Roadrunners celebrate school spirit at Highland Park
The student body at Highland Park came together to become a crayon box representing community. (Katherin Wallin/Parent).
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By Natalie Mollinet | email@example.com
During the third week of January, Highland Park students participated in Roadrunner Week to help promote not only school spirit but also a community of caring.
“The focus on the week was about focusing on respect, kindness, service and inclusion,” Jennifer Going, the chair of Roadrunner Week, said.
Roadrunner days began with Principal Shelley Halverson as a way to promote school spirit and a community of caring characteristics. The tradition has continued with the help of the PTA and the current school principal, Debora Cluff.
During the week, students participated in many activities. The first day was Roadrunner day when kids came dressed in yellow and blue shirts or school T-shirts. The challenge was to smile more and make an effort to smile at everyone.
For many students, the second day—Aloha Day—was their favorite. Students were encouraged to dress in a Hawaiian shirt and island vacation attire. Anytime someone said “hello,” they were asked to say, “aloha.”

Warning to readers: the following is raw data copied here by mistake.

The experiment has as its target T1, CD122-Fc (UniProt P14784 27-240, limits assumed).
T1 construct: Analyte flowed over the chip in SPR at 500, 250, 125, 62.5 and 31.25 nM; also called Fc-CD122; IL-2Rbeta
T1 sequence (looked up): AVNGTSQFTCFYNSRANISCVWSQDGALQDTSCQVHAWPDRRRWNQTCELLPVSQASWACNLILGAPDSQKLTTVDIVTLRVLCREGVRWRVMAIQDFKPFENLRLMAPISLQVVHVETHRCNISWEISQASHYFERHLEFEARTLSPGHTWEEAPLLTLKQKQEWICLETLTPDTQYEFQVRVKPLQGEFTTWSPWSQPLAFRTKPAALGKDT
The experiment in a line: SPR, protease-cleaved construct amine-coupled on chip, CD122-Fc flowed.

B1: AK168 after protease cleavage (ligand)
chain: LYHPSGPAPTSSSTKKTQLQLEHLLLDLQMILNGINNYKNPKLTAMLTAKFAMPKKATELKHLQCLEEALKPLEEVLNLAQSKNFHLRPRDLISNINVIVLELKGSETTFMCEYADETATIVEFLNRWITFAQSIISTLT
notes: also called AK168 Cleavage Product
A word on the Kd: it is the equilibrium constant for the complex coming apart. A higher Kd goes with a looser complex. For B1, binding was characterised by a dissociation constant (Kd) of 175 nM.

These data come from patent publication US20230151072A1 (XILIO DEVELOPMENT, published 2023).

The third day was throwback Thursday, where students and teachers celebrated the history of Highland Park. The school was originally at the location of Carden School on 2700 S. and 1738 E. But in 1977, Highland Park moved to its current location. Thursday was spent celebrating the 70s in bell bottom pants or something groovy. 2017 is the 40th anniversary of the new location.
“I thought the ‘Aloha Day’ was a fun way of warming up the winter week,” Going said, “but my sixth-grade daughter Ashley liked the ‘Throw Back Thursday’ because ‘it is fun to dress up like the oldies.’”
During the week, all the students focused on a book called “The Crayon Box That Talked” by Shane DeRolf. The book is about how all the crayons can’t get along because of all the different colors. A little girl buys the box of crayons and decides to draw a picture with them. Once the colors see the beautiful drawing they created together, they realize that each color is special in their own way.
“On Friday, they had each grade wear a different colored shirt,” Marina Coomes, a faculty member at Highland Park, said. “They came looking like a box of crayons. They thought it was fun wearing the different colored shirts.”
Everyone gathered in the lunch room to take a picture forming a box of crayons. Along with that, each student got a small box of crayons to take home with them so they could remember how to work together.
“Our hope is that all the Roadrunner community can unite under the roof of respect and kindness at Highland Park,” the PTA said.